We constantly tell people that they can erase debts with bankruptcy. But what does this mean? Are debts erased in bankruptcy gone forever? Or, can those debts come back to life?

Debts Erased in Bankruptcy Are Gone Forever

Debts that are erased in bankruptcy, including credit card and medical debts, are gone forever.

When you file bankruptcy the goal is to receive a bankruptcy discharge. A bankruptcy discharge is a court order that releases you from personal liability on certain debts. You are no longer legally required to pay back debts that are part of your bankruptcy discharge.

Creditors of discharged debts can never legally attempt to collect payment on those debts. This means your pre-petition creditors (creditors you owed money to prior to filing for bankruptcy) of discharged debts cannot legally:

  • Call you for the purpose of collection, or hire a collection agency call you.
  • Send you bills.
  • Reinstate a wage garnishment or bank levy from before you filed bankruptcy.
  • Sue you for that unpaid debt.
  • Bring back to life a law suit for unpaid debt that was pending when you filed for bankruptcy.
  • Pursue payment on a judgment against you they received prior to when you filed for bankruptcy.

Once you receive your Bankruptcy Discharge Order, your dischargeable debts are erased forever.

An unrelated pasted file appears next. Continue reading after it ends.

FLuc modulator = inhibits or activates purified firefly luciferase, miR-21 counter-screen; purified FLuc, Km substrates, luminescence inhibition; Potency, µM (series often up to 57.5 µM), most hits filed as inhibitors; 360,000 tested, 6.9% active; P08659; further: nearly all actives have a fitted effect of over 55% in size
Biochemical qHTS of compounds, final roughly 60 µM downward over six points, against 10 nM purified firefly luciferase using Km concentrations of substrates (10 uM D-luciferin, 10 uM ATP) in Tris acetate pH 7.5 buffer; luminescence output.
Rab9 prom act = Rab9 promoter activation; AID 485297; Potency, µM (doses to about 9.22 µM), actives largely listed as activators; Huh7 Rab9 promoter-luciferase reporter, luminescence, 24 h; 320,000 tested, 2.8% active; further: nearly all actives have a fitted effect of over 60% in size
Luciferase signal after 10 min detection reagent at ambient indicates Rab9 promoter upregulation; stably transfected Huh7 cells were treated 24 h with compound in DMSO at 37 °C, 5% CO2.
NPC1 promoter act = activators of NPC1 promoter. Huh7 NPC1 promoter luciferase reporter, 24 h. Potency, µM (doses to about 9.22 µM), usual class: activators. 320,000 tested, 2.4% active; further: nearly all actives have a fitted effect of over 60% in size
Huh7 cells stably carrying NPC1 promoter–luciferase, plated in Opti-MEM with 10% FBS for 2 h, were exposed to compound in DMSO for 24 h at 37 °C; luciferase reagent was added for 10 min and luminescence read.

You Are Liable For Debts Incurred After Bankruptcy

Your bankruptcy discharge order will apply to all debts you owed on the day you filed for bankruptcy. You will not be personally liable to pay back your dischargeable debts once you receive your bankruptcy discharge.

However, you are liable for debts you incur after the date you file for bankruptcy. If you take out a loan or credit card, or incur any new debt, after the date your bankruptcy is filed with the Bankruptcy Court, that debt is not part of your bankruptcy. If you default on paying a post-petition debt back, your creditor will have the right to pursue all legally available collection actions against you.

The Date You File Bankruptcy is Key

The most important date when it comes to bankruptcy is the date you file, not the date of discharge. In fact, the filing date is important for many reasons. On the date you file the Automatic Stay takes effect. The Automatic Stay is a provision in the U.S. Bankruptcy Code that makes it illegal for creditors to attempt to collect on debts from a person who has filed for bankruptcy protection.

The fair market value of your assets are determined on the date of filing. This is important when it comes to protecting your assets through bankruptcy, and even when pursing a lien strip in a Chapter 13 bankruptcy. Also, the dischargeability of older tax debt hinges on the bankruptcy filing date. And as noted, debt incurred after the date you file for bankruptcy are not included in the bankruptcy.  

Here at the Law Office of Barbara B. Braziel we make sure you understand the benefits of bankruptcy and how filing will affect you and your family. We take the time to explain the bankruptcy process to our clients. We invite you learn more about our firm here and come meet with us for a free no-obligation consultation.

Reach out to us by email at info@BrazielLaw.com or call (912) 351-9000.

 

We are a debt relief agency. We help people file for bankruptcy relief under the U.S. Bankruptcy Code.